Home Oracle Had a Killer Quarter – What Does That Mean for Open Source in the Cloud?

Oracle Had a Killer Quarter – What Does That Mean for Open Source in the Cloud?

Oracle’s sales increased 37% to $8.76 billion last quarter, according to Bloomberg. Cloud computing gets some of the credit for the revenue jump, causing a surge of interest in Oracle’s databases and a 29% gain in new license sales.

Earlier this year David Linthicum wrote a post titled “Amazon’s Oracle move shows open source won’t gain in the cloud” in response to Amazon Web Services offering Oracle Databases on RDS.

EnterpriseDB CEO Ed Boyajian disagrees. EnterpriseDB provides commercial support and management tools for PostGRES databases. “We’re engaged with every major cloud provider today on how they can have an open source database alternative,” he says. Boyajian says a lot of customers are tired of being locked into Oracle’s databases and are looking for an alternative.

And that’s not even mentioning the use of NoSQL databases like Apache Cassandra and Hbase in cloud environments. But most of that on the server side. As former Canonical COO Matt Asay says, it’s invisible.

And as Linthicum writes:

Migrating from Oracle is a pretty risky proposition, considering how dependent many applications are on Oracle’s features and functions. Indeed, as I work the cloud-migration project circuits, I find that those companies on Oracle stay on Oracle. Although they will consider open source alternatives for some projects, most enterprises and government agencies cite the existing skill sets within the organizations and a successful track record as the reasons they are remaining with Larry.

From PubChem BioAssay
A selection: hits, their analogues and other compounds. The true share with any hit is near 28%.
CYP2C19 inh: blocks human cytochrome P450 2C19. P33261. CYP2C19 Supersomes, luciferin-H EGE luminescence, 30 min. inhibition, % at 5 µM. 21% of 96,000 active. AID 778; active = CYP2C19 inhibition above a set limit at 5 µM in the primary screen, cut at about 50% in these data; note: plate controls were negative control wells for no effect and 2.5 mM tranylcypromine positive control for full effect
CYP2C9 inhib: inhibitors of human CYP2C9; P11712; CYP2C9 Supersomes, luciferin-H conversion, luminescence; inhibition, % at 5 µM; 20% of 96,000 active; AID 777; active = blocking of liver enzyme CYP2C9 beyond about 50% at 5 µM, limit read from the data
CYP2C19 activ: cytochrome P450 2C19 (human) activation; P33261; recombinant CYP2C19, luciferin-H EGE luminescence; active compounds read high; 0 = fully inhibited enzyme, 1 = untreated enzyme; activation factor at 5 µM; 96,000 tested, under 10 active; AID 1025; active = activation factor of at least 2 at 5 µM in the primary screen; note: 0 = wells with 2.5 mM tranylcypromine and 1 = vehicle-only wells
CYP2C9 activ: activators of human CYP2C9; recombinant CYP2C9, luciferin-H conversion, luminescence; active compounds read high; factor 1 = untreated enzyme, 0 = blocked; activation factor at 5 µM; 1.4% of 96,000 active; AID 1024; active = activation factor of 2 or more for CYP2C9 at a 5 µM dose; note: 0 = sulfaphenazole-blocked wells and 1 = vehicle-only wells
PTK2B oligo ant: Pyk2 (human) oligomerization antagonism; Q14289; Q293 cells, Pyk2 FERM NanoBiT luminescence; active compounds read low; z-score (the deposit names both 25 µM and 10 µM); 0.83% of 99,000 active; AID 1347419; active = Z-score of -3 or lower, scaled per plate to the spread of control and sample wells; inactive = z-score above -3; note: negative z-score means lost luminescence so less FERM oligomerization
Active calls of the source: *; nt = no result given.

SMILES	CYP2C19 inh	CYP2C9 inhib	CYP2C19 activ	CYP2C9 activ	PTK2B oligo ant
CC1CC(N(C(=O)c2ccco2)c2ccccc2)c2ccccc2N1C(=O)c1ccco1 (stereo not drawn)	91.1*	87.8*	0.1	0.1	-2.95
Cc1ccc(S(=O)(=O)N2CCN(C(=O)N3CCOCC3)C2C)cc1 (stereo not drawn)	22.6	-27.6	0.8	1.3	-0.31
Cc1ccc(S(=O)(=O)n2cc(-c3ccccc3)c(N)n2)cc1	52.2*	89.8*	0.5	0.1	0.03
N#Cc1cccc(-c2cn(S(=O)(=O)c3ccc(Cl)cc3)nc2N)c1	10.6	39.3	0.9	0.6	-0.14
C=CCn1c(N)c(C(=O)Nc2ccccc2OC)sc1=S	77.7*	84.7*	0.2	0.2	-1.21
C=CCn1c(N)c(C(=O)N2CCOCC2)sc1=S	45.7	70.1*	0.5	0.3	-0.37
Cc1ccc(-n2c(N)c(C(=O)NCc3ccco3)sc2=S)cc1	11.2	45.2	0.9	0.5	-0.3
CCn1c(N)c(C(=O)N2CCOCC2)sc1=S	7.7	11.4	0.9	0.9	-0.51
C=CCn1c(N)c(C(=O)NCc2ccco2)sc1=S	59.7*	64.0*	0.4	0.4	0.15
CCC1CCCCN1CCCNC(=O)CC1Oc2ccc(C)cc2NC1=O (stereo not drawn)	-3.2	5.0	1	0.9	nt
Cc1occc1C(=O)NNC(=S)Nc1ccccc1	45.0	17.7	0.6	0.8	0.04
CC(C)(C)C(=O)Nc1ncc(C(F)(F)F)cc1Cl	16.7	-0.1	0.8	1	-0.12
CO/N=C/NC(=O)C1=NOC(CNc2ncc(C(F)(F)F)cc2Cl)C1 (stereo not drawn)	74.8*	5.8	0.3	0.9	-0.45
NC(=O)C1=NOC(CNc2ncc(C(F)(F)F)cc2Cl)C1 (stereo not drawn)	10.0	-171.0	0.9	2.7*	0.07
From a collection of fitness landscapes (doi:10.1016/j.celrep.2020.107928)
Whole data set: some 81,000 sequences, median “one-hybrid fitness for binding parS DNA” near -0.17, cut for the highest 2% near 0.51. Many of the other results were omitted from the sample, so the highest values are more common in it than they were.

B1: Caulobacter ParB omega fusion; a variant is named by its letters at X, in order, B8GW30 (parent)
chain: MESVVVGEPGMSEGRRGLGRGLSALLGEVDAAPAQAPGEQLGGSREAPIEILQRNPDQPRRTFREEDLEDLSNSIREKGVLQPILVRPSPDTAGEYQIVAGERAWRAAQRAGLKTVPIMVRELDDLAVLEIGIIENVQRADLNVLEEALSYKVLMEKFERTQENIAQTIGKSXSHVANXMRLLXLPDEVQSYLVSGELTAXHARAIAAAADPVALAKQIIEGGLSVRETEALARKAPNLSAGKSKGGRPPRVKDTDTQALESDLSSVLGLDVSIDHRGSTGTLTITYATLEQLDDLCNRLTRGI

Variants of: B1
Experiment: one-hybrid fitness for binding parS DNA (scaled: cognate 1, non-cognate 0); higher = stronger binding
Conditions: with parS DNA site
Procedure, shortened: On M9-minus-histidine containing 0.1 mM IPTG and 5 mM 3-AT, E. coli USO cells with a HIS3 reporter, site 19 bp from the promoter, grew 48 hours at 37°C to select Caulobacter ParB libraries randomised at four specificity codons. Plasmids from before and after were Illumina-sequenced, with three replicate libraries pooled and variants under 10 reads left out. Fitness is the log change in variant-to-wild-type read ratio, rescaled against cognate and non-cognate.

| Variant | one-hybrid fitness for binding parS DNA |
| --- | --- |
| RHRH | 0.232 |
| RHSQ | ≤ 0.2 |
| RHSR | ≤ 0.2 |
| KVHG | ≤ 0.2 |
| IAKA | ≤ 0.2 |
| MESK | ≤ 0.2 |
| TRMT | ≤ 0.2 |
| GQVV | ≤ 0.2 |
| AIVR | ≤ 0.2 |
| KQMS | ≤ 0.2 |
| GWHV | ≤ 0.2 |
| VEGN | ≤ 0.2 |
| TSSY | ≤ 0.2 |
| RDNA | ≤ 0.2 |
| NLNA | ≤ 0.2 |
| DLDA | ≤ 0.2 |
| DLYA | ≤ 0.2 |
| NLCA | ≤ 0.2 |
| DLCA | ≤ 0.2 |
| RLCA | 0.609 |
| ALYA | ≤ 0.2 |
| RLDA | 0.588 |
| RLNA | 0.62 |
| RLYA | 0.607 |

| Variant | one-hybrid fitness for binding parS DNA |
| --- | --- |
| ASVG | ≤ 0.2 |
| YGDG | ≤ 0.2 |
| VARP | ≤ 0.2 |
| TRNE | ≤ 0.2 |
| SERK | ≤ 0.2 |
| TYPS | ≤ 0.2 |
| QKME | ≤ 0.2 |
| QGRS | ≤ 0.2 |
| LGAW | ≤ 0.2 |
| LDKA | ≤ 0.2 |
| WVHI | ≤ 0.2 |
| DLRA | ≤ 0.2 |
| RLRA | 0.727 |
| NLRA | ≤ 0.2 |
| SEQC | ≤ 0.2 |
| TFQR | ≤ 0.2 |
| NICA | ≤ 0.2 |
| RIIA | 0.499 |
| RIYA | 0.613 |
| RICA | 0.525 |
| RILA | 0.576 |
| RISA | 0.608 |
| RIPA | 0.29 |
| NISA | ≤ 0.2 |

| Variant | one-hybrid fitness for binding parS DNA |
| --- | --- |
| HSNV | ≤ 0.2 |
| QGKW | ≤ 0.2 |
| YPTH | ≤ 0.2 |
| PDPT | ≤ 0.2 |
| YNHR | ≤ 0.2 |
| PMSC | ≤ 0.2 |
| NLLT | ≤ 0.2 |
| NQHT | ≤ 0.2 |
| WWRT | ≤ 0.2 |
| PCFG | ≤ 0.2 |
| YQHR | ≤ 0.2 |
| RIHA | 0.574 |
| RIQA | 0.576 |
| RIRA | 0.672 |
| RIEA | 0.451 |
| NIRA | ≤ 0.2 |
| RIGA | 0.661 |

Even in cases where NoSQL tools are adopted, traditional databases tend to remain. For example, CERN and CMS adopted Apache CouchDB and MongoDB for certain uses, but kept Oracle for others.

And the numbers out from Oracle today suggest that the company’s databases are not just being used by cloud customers, but behind the scenes as well.

Oracle seems like an unstoppable juggernaut at the moment, and it’s making some bold moves. Earlier this week it announced that it would stop supporting Intel Itanium processors. Forrester analyst Richard Fichera describes this mostly as an attack on HP.

“Oracle was in a position where an arguably reasonable decision on long-term strategy also had a potentially negative tactical impact on a major competitor, and as such was probably much easier to make,” he writes. Fichera notes how expensive and difficult it is to move migrate from Oracle databases, but suggests that IBM and Microsoft might benefit from the uncertainty that Oracle is creating. Could open source alternatives benefit here as well?

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